by Laura Carter
Paisley Is as White as Nonce of Sky: Desire Is Whiter You call unto brotherly with a free hand or a color of surety or sack. When did you come from your hand into She-ness of a virtue? Which of you is talking from beyond a pale into a greater fastness or a call? For who is in this longing with fabulous meritocracy of your hands? You mean it as you go forth from your own heartache & far from a higher armor’s cut well—you touch once, you touch back, a tuché mended higher -than you have been. How you go is happier than a first thing you knew: your nights are certain & a body is weeping into fire. You hear in stereo; you hear in stillframes & cum: layered up around structure, you plant a sun & take home. Surely Ridden Has Known Hun You saw you from around a corner of yourself You saw in threes now you were in trenches coloring your face with a century’s desire—an opulent maelstrom of exactitude & crimson—a heart melt- ing in a bodily crux a corpse over which you stood as if in a living dream & swayed along with undulating rhythm of sole’s last footpath down into an open temple where you were sometimes by yourself & sometimes open to niceties of your theology & cosmological vision of sea & sand—it’s shifting—you’re opening—you’re not quite certain of an answer to this— where have you been o Methadone & Rimbaud glass at heart of a story You followed along & went there yourself with an army full of obeisance & glass as a moral is made of ribbons that one weaves around center of heartland, body of an America swept clean by intransigence & happiness of your love… Geometer’s Gymnastics in strange interpreter a stranger in blouse a hand color before you have come to put yourself here annealing flame in crux of each sixteenth-note; a star is a crumbling evisceration of body & tumult; your melancholy plants itself deep in each field that you encounter: You take one knife & place it in- to fire of your heart, plant zinnias at tone’s avowed parallax at dusk. But when you leave: you take these things into guitarist’s hands: a slipstream of rain, a guarded woman, your own heart’s fire. You once owned your shoulders but now you own your country….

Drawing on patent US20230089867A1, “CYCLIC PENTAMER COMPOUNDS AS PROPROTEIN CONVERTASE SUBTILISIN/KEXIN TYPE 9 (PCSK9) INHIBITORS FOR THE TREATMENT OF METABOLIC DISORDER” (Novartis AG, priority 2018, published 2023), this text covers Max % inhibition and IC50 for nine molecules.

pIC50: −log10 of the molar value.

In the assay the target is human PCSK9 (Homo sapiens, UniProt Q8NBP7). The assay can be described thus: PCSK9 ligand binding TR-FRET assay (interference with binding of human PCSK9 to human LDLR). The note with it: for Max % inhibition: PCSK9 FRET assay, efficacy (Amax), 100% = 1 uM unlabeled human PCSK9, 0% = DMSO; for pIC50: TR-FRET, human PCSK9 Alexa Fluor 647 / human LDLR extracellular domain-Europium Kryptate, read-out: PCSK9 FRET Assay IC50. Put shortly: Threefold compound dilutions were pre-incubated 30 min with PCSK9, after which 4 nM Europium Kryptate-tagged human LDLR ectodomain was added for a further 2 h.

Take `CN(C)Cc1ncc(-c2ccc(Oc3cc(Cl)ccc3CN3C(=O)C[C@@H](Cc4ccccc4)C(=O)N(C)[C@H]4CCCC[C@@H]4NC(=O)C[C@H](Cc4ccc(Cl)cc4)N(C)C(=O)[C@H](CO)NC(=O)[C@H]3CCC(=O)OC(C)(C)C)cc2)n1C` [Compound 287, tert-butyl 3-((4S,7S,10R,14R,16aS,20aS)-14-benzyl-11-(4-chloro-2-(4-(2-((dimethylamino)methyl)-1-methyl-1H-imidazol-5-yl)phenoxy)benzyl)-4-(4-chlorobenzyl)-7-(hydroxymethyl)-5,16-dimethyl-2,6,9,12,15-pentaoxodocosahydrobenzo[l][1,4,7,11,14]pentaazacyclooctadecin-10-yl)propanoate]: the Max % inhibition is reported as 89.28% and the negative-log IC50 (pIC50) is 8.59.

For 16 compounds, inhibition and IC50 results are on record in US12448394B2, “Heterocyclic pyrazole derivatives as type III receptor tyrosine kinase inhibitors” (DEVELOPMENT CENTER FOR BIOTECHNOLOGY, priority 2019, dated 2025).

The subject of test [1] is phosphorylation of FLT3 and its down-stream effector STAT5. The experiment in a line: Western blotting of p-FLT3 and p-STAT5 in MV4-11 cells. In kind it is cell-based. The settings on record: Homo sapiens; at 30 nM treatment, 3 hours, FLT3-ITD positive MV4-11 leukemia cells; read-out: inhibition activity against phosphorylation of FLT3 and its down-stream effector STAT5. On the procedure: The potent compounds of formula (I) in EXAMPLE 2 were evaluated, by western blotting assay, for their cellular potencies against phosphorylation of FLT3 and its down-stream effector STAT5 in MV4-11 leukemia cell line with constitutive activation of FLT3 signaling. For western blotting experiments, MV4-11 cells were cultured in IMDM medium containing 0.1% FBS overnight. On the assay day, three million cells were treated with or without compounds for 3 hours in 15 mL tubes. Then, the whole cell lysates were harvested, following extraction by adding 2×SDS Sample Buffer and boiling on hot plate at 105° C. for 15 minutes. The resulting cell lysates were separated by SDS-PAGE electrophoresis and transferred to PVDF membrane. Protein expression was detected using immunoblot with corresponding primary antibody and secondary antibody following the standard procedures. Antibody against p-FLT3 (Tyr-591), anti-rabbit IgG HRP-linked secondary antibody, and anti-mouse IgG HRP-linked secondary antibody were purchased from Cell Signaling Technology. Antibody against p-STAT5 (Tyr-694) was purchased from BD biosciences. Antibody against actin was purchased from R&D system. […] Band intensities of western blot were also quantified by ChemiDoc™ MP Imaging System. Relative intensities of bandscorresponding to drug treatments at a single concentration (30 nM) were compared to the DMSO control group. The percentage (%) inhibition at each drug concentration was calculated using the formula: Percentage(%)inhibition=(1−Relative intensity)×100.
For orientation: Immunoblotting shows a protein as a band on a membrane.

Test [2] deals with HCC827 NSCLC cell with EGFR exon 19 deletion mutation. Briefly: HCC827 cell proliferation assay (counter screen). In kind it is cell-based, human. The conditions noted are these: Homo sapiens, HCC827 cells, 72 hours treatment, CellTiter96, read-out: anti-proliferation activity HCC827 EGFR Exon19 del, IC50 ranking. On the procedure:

Laura Carter is a poet and teacher from Atlanta.